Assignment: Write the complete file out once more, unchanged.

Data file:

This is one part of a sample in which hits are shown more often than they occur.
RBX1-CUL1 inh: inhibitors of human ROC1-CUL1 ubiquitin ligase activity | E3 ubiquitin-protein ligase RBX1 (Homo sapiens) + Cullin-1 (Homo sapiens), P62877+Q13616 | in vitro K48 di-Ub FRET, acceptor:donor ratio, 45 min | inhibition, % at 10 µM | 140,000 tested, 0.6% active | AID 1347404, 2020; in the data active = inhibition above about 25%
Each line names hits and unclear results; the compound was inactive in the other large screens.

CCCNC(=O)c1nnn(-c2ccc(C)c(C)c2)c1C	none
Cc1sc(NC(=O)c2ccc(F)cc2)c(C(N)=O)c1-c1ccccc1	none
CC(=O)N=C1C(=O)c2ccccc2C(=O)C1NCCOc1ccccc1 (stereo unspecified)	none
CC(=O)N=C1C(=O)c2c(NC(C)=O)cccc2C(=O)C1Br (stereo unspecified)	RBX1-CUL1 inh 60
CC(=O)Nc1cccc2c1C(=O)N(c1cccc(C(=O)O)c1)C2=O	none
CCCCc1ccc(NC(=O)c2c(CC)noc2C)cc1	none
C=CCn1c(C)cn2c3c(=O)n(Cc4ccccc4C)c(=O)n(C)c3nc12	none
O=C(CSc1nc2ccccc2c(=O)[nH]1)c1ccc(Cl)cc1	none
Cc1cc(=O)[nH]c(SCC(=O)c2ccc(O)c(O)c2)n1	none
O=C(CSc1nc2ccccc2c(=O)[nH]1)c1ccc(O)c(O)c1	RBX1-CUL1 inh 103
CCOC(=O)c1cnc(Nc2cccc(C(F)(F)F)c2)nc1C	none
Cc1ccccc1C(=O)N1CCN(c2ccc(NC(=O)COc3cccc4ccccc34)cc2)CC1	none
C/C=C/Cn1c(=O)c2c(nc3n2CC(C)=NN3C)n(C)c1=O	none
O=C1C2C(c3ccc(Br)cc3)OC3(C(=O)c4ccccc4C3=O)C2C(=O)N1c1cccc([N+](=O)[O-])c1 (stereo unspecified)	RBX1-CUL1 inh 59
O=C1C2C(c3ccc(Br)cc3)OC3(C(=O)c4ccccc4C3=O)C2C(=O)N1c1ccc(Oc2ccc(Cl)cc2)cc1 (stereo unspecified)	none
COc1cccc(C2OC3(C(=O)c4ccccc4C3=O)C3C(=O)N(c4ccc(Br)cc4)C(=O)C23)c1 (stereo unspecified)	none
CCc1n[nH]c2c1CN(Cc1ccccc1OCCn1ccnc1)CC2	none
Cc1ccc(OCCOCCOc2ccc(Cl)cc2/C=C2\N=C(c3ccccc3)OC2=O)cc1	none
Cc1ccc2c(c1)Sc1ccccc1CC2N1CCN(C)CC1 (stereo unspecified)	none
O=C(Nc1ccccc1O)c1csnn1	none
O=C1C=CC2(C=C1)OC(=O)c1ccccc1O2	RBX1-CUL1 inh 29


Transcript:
This is one part of a sample in which hits are shown more often than they occur.
RBX1-CUL1 inh: inhibitors of human ROC1-CUL1 ubiquitin ligase activity | E3 ubiquitin-protein ligase RBX1 (Homo sapiens) + Cullin-1 (Homo sapiens), P62877+Q13616 | in vitro K48 di-Ub FRET, acceptor:donor ratio, 45 min | inhibition, % at 10 µM | 140,000 tested, 0.6% active | AID 1347404, 2020; in the data active = inhibition above about 25%
Each line names hits and unclear results; the compound was inactive in the other large screens.

CCCNC(=O)c1nnn(-c2ccc(C)c(C)c2)c1C	none
Cc1sc(NC(=O)c2ccc(F)cc2)c(C(N)=O)c1-c1ccccc1	none
CC(=O)N=C1C(=O)c2ccccc2C(=O)C1NCCOc1ccccc1 (stereo unspecified)	none
CC(=O)N=C1C(=O)c2c(NC(C)=O)cccc2C(=O)C1Br (stereo unspecified)	RBX1-CUL1 inh 60
CC(=O)Nc1cccc2c1C(=O)N(c1cccc(C(=O)O)c1)C2=O	none
CCCCc1ccc(NC(=O)c2c(CC)noc2C)cc1	none
C=CCn1c(C)cn2c3c(=O)n(Cc4ccccc4C)c(=O)n(C)c3nc12	none
O=C(CSc1nc2ccccc2c(=O)[nH]1)c1ccc(Cl)cc1	none
Cc1cc(=O)[nH]c(SCC(=O)c2ccc(O)c(O)c2)n1	none
O=C(CSc1nc2ccccc2c(=O)[nH]1)c1ccc(O)c(O)c1	RBX1-CUL1 inh 103
CCOC(=O)c1cnc(Nc2cccc(C(F)(F)F)c2)nc1C	none
Cc1ccccc1C(=O)N1CCN(c2ccc(NC(=O)COc3cccc4ccccc34)cc2)CC1	none
C/C=C/Cn1c(=O)c2c(nc3n2CC(C)=NN3C)n(C)c1=O	none
O=C1C2C(c3ccc(Br)cc3)OC3(C(=O)c4ccccc4C3=O)C2C(=O)N1c1cccc([N+](=O)[O-])c1 (stereo unspecified)	RBX1-CUL1 inh 59
O=C1C2C(c3ccc(Br)cc3)OC3(C(=O)c4ccccc4C3=O)C2C(=O)N1c1ccc(Oc2ccc(Cl)cc2)cc1 (stereo unspecified)	none
COc1cccc(C2OC3(C(=O)c4ccccc4C3=O)C3C(=O)N(c4ccc(Br)cc4)C(=O)C23)c1 (stereo unspecified)	none
CCc1n[nH]c2c1CN(Cc1ccccc1OCCn1ccnc1)CC2	none
Cc1ccc(OCCOCCOc2ccc(Cl)cc2/C=C2\N=C(c3ccccc3)OC2=O)cc1	none
Cc1ccc2c(c1)Sc1ccccc1CC2N1CCN(C)CC1 (stereo unspecified)	none
O=C(Nc1ccccc1O)c1csnn1	none
O=C1C=CC2(C=C1)OC(=O)c1ccccc1O2	RBX1-CUL1 inh 29